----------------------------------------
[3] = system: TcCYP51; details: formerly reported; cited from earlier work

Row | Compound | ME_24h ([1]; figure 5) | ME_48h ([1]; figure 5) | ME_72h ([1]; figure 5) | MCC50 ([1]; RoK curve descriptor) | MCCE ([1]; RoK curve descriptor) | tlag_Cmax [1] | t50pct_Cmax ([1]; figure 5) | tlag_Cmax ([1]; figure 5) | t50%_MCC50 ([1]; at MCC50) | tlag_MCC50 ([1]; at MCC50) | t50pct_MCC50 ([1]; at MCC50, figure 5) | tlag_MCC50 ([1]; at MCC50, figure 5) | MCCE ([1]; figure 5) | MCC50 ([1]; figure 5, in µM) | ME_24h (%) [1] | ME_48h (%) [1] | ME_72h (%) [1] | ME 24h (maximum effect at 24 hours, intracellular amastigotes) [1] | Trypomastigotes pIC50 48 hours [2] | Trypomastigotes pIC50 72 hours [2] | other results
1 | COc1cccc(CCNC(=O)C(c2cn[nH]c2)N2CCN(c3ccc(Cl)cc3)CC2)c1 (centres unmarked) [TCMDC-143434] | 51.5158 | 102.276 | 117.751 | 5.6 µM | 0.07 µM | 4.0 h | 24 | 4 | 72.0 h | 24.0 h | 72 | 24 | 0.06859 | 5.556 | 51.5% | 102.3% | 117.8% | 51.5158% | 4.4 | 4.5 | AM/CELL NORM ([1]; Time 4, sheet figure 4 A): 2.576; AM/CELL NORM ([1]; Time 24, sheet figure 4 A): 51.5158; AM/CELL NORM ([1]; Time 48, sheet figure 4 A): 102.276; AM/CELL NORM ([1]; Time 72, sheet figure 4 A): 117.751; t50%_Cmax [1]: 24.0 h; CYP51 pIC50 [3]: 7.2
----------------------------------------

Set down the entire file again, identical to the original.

[3] = system: TcCYP51; details: formerly reported; cited from earlier work

Row | Compound | ME_24h ([1]; figure 5) | ME_48h ([1]; figure 5) | ME_72h ([1]; figure 5) | MCC50 ([1]; RoK curve descriptor) | MCCE ([1]; RoK curve descriptor) | tlag_Cmax [1] | t50pct_Cmax ([1]; figure 5) | tlag_Cmax ([1]; figure 5) | t50%_MCC50 ([1]; at MCC50) | tlag_MCC50 ([1]; at MCC50) | t50pct_MCC50 ([1]; at MCC50, figure 5) | tlag_MCC50 ([1]; at MCC50, figure 5) | MCCE ([1]; figure 5) | MCC50 ([1]; figure 5, in µM) | ME_24h (%) [1] | ME_48h (%) [1] | ME_72h (%) [1] | ME 24h (maximum effect at 24 hours, intracellular amastigotes) [1] | Trypomastigotes pIC50 48 hours [2] | Trypomastigotes pIC50 72 hours [2] | other results
1 | COc1cccc(CCNC(=O)C(c2cn[nH]c2)N2CCN(c3ccc(Cl)cc3)CC2)c1 (centres unmarked) [TCMDC-143434] | 51.5158 | 102.276 | 117.751 | 5.6 µM | 0.07 µM | 4.0 h | 24 | 4 | 72.0 h | 24.0 h | 72 | 24 | 0.06859 | 5.556 | 51.5% | 102.3% | 117.8% | 51.5158% | 4.4 | 4.5 | AM/CELL NORM ([1]; Time 4, sheet figure 4 A): 2.576; AM/CELL NORM ([1]; Time 24, sheet figure 4 A): 51.5158; AM/CELL NORM ([1]; Time 48, sheet figure 4 A): 102.276; AM/CELL NORM ([1]; Time 72, sheet figure 4 A): 117.751; t50%_Cmax [1]: 24.0 h; CYP51 pIC50 [3]: 7.2